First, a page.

Health and safety law is increasingly pointing the way towards systematic risk management systems for property containing asbestos. For example, the new UK 'Control of Asbestos at Work, Regulations, 2002' require such a management system. And, as most asbestos is still in situ, organisations have no choice but to manage the risks, including those from accidental and incidental exposure.
There is no legal duty in the UK to conduct an asbestos survey, but there is a legal duty under regulation 4 of the regulations to do a 'suitable and sufficient' assessment of risk (which will entail some surveying).
However, many organisations waste vast amounts of money on unnecessary activity. So, how do you establish what you need to do?
An initial compliance audit will confirm an organisation's level of compliance with legal requirements. The audit will also produce a top level asbestos management plan, which will identify the elements necessary for a successful asbestos management system.
The approach necessary for proper management of the risks from issues such as asbestos requires a degree of confidence in the system that an organisation has developed. A proper management system will be required, based on priorities which have their origin in risk score, giving consideration to practicalities, cost and difficulty. The system should be 'cradle-to-grave' in its nature (ie starting with what was wrong extending all the way through to what was done, and where the evidence is kept). The system also needs to be flexible and live, with the information it contains readily retrievable by all those that may require it.
As stated, it will be necessary to overview the status of the organisation using an initial audit exercise. This is a prerequisite of all good management systems. If an organisation is unaware of its current level of compliance, it will not be possible to set objectives and targets for improvement.
Once this initial audit has been conducted, and the level of compliance is known, a programme for all non-compliances or 'opportunities for improvement' should be established. Convening an asbestos risk management group will enable management of the risks identified by the audit and development of a programme for the management system.
Such a group will typically include:
- the responsible person (asbestos)
- the deputy responsible person (asbestos)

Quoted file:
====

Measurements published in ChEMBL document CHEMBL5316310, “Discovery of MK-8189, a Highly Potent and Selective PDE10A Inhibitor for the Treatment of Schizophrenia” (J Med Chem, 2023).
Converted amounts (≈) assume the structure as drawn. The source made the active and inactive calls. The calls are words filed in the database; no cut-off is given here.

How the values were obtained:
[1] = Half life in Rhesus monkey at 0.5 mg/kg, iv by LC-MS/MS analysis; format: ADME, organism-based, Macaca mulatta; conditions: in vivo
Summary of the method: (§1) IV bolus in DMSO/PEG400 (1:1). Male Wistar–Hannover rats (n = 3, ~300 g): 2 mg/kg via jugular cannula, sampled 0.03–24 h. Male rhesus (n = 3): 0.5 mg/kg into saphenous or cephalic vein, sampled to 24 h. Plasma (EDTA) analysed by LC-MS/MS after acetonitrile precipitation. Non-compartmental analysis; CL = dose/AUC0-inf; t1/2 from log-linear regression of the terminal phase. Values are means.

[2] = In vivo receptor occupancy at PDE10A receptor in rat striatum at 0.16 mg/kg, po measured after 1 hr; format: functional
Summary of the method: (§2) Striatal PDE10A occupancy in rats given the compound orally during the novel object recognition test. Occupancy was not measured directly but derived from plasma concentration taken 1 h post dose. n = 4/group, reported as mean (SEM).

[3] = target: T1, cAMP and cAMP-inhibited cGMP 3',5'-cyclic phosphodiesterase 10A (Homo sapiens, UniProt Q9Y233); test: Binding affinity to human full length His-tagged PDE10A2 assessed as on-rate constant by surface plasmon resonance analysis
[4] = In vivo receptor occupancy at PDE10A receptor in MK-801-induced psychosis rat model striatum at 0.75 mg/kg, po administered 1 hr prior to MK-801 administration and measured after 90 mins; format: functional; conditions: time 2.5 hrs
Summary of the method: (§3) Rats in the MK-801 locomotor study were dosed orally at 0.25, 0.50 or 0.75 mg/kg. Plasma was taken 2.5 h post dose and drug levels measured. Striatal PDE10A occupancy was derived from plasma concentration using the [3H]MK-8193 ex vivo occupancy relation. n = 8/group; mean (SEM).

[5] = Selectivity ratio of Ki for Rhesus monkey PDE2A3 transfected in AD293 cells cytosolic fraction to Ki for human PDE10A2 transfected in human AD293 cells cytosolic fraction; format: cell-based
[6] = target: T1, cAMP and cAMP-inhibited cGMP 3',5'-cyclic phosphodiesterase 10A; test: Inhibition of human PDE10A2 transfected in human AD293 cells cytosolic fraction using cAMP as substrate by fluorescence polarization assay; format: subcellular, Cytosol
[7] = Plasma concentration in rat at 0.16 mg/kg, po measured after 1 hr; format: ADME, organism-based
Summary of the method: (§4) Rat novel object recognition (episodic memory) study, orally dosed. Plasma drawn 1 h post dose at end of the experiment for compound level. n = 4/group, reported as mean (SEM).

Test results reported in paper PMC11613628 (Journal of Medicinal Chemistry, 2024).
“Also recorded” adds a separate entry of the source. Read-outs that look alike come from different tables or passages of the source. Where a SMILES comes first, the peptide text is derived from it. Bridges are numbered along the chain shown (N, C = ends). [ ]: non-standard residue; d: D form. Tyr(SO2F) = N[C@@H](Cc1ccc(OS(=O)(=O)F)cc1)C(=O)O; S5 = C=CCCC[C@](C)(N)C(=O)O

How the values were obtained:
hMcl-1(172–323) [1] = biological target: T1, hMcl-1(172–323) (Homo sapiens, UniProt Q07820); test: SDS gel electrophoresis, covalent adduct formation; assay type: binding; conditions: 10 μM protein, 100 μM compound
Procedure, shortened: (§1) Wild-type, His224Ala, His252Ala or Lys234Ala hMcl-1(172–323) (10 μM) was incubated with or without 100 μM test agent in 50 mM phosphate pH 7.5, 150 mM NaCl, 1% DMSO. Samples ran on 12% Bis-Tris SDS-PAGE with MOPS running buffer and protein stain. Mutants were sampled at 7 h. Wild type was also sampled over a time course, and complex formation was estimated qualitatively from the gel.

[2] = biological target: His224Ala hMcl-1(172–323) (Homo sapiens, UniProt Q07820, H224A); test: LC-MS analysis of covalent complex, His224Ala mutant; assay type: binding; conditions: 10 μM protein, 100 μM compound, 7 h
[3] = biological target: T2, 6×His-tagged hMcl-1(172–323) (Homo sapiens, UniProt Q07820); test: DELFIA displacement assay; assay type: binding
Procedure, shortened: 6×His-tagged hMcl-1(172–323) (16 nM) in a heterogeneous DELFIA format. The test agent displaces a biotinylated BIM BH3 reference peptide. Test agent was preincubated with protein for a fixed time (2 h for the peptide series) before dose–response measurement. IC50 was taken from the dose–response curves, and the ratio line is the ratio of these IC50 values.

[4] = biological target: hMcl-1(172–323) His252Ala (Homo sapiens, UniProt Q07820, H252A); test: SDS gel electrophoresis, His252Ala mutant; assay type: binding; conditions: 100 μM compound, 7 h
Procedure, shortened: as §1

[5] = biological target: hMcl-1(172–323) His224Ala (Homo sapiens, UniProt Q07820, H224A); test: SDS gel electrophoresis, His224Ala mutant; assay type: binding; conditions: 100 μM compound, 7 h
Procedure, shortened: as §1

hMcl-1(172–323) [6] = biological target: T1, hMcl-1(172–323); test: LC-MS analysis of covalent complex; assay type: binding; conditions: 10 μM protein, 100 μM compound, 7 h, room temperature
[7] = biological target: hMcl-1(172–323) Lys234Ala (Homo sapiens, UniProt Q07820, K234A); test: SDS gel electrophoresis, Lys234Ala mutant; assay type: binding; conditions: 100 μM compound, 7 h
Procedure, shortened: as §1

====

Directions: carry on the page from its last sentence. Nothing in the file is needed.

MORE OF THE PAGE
- nominated person(s)
- the retained specialist consultant.
Ideally, such a group should meet every two months initially, with the key headings of the asbestos risk management audit forming its agenda.
The risk management programme developed should extend for three to five years. It should include the following.
- The number and frequency of risk assessments/surveys to be conducted each year. It is not necessary to assess all asbestos risks at once, and it may be undesirable to do so. A multi-year programme of surveys based on site priority is far better. Establishing what should be surveyed generally necessitates a desk-based risk screen exercise which will assign priority to sites, and therefore when and to what level they are surveyed. This exercise is very valuable for organisations with large property portfolios, and can bring considerable cost savings.
- The number and frequency of any reassessments required each year.
- Development of suitable and sufficient policies and procedures for the management of the relevant risk issues. A training programme based on training needs analysis can then be developed and delivered.
- An audit programme (with audit criteria, frequency, etc). Although independent consultants may provide audits and initial risk assessments, it is often in the interests of an organisation to work closely with these consultants and obtain the necessary training to conduct some elements of monitoring and re-inspection. The appropriateness of this will vary from one organisation to the next.
- Establishment of the asbestos risk management group, with regular review meetings using the audit headings as an agenda.
- Development of a 'cradle-to-grave' risk management system.A good vehicle for such a system is Microsoft Access, as it is readily available, reducing potentially very expensive licensing issues to a minimum.
Once all of these steps have been carefully considered and an adequate risk management programme has been established, the organisation will have achieved the management system approach to risk required by the regulations.
However, beyond regulatory compliance, it will also gain the benefits of a proactive approach to a problem which is likely to remain for many years to come.
- Alan Hambidge is a director of specialist indoor environment risk management consultancy controls-assurance.co.uk, Tel: 01993 706581.